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Thursday, 8 September 2016




Thomas Hoskyns Leonard


I am writing this article in response to a fear that our children are still being taught about

religion and spiritual matters in a much too prescriptive manner. Many caring adults remain angry at

the high-handed attempts made to 'control their minds' when they were young, and many lead

highly beneficial lives without needing to defer to a god or an institutionalised religion. It seems

much more important to teach children about human values, in empathetic ways. If we do this, then

many children will develop their own spiritualities which may well turn out be in remarkable

agreement with the key, non-fundamentalist, underlying messages of the main religions of the

world. A psychological relationship with an 'all seeing eye' such as a god or a Messiah may be

beneficial for some people, though not needed by others. 'Loving thy neighbour like thyself' can be

regarded as spiritually equivalent to 'Loving thy God with all thy might', as long as you regard

everybody to be your neighbour.


Let's forget for the moment about churches, mosques, and temples, and being told to say prayers. Lots of people think that there is a 'Spirit of human decency' which bonds decent and compassionate people together. Therefore as well as feeling compassionate inside, we can, if we wish, feel part of the 'Children of the Spirit'. in other words the many billions of caring people in the world today. In other words, if billions of people are caring and decent to each other, then this creates a world wide network of people of the Spirit.
Many Children of the Spirit think that it doesn't matter how we enjoy ourselves, as long as we don't harm ourselves or other people in the process. Many think that it is essential not to bully other people since this may cause far more harm to their victims' future lives than they might imagine. In more general terms, many decent people think that they should only treat other people in ways they would want to be treated themselves. Many compassionate people believe that violence should only be used as a last resort and in self-defence.
Some Children of the Spirit believe that they should always forgive other people their sins and bad deeds. However, others don't think that they should always do this, for example when an adult seriously harms a child or when a doctor poisons his patient or when a politician wages unnecessary war or votes for starving people or driving them to suicide. More about this key issue later.
If you are not ready to forgive somebody then it would seem important not to try to take revenge on them (apart from attempting to take just recourse through the law). This can, for example, harm your own psychology. You might instead take reasonable steps to defend yourself, or simply walk away from anybody who is damaging your life.
You don't need to believe in a god to be a Child of the Spirit. For example, many people who call themselves agnostics or atheists would find most of these ideas to be acceptable. In contrast many of the more fundamentalist religious people don't. I will sometimes refer to the fundamentalists as 'modern day Pharisees'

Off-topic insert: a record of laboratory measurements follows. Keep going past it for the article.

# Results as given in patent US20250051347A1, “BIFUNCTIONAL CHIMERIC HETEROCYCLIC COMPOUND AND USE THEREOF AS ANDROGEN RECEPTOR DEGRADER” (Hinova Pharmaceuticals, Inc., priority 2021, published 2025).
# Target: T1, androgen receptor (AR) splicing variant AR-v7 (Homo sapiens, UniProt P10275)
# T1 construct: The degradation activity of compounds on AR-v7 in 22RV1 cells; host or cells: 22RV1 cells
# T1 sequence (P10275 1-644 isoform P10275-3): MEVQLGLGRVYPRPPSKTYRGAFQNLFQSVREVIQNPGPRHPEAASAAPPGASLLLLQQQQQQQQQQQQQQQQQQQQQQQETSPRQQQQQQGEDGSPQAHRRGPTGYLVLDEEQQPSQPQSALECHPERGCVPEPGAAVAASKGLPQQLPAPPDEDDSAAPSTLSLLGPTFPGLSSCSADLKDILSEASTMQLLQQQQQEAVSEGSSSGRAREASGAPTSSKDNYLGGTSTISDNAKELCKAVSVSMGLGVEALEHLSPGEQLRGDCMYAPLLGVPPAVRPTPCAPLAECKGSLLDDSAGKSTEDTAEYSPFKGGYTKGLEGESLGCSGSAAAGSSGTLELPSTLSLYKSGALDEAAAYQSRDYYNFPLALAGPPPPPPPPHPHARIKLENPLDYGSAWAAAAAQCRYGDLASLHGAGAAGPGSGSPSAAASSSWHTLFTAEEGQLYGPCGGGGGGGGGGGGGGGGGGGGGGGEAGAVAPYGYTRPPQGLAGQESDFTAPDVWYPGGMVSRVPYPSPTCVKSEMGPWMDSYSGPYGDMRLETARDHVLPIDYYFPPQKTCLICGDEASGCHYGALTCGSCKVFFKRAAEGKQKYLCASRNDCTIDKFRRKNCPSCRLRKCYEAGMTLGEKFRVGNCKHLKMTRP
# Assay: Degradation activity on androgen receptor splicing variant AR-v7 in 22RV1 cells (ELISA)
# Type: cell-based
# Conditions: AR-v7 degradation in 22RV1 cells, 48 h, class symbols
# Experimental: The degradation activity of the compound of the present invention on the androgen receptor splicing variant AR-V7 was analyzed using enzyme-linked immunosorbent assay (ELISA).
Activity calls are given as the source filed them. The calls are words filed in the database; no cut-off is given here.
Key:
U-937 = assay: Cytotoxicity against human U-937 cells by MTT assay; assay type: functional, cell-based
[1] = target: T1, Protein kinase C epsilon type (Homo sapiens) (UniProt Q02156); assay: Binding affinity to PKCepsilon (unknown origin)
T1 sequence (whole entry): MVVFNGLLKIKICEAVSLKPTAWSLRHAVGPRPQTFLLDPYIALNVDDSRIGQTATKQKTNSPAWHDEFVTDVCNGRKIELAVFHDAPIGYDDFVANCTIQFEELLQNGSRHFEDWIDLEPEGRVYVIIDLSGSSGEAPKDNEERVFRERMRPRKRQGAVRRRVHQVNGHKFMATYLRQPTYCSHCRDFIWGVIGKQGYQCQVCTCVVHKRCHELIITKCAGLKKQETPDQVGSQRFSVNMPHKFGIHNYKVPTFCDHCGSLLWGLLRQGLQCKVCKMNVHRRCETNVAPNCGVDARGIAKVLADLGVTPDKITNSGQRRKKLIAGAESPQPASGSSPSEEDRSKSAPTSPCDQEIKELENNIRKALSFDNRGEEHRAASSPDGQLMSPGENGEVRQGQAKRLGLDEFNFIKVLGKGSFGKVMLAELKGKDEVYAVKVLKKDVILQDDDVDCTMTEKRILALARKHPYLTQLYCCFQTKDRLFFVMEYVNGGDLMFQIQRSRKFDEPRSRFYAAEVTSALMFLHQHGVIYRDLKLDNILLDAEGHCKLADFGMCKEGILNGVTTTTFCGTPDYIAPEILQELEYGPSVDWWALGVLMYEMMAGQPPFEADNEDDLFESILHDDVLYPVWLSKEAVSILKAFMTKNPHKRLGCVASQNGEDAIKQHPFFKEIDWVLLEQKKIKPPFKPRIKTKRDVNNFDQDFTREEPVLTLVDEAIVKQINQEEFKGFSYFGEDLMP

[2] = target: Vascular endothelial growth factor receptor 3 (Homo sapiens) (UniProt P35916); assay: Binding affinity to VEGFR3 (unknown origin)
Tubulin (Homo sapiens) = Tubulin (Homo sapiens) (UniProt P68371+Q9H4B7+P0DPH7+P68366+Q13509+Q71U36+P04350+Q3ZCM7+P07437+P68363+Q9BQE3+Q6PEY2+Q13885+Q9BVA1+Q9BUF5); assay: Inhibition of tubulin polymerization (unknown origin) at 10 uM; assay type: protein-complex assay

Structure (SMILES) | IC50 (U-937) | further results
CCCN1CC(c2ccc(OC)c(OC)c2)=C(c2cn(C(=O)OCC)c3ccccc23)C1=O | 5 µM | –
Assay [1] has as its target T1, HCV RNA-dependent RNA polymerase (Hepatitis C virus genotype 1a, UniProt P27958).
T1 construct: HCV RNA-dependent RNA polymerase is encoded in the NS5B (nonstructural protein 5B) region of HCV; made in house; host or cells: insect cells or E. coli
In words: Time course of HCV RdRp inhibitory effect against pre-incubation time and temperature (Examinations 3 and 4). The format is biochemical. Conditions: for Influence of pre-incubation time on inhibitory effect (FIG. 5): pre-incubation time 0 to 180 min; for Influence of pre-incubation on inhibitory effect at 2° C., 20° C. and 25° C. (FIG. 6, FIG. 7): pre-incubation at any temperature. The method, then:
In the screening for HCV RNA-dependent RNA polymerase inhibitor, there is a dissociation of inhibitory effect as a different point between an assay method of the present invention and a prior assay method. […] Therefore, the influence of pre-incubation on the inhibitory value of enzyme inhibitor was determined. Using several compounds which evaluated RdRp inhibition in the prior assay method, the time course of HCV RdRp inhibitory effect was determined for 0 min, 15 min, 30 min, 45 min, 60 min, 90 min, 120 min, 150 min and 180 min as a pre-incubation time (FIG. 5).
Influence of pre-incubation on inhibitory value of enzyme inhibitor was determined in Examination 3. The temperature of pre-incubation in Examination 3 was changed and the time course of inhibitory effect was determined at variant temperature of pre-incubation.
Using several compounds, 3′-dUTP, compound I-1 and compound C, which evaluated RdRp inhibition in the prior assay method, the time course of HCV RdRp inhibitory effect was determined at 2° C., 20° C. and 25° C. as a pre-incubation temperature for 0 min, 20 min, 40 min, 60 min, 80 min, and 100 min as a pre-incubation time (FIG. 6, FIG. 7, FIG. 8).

We certainly needs codes of law, since people need to be protected against evil doers and perpetrates of crime, and they need to feel that they are living in a 'safe space'. The law should however apply equally to everybody, and it should be equally accessible and financially accessible to everybody. For example, élite groups of people should not be allowed to regard themselves as above the law. Ordained ministers should not be made exempt from investigation by our local police forces for grievous offences against children simply because they are 'holy people'. Churches and the worst of our charities should not be permitted to feel effectively exempt for prosecution for fraud. More generally, the law should not be used as a mechanism by our cynical Establishments for controlling and repressing the population at large.
Many people believe that we should try to follow the 'spirit of the law' rather than the 'letter of the law', and that a bad law is there to be broken. For example, if there is a local by-law against feeding beggars in the street, then many Children of the Spirit would still feed them. If there is a by-law against pitching tents in local parks, then many compassionate people would ignore it if the tent was providing much-needed accommodation for a homeless person.
If an obstructive official deserves to be yelled at, then it may be worth 'breaching the peace' in order to do so. If there is a rule telling you not to share your school lunch, then you could well risk detention by offering your pea soup to a friend in return for extra apple crumble for dessert. If there is a law against wives in the State of Michisota tickling their husbands' tummy buttons, then who will be there to observe the transgressions? If a modern day Pharisee puts a sign up forbidding trans-folk from using the Church loo, then please feel free to tear it down.
In general terms, it is up to you to decide how to interpret the law and how much to push your luck when following the spirit rather the letter of the law. But be sure to be polite to the kindly policeman when he comes after your hide. While Mr. Plod's arguably there to 'maintain public order', he's primarily there as a 'puppet on a string' to express the whims and policies of our all-encompassing Establishment.


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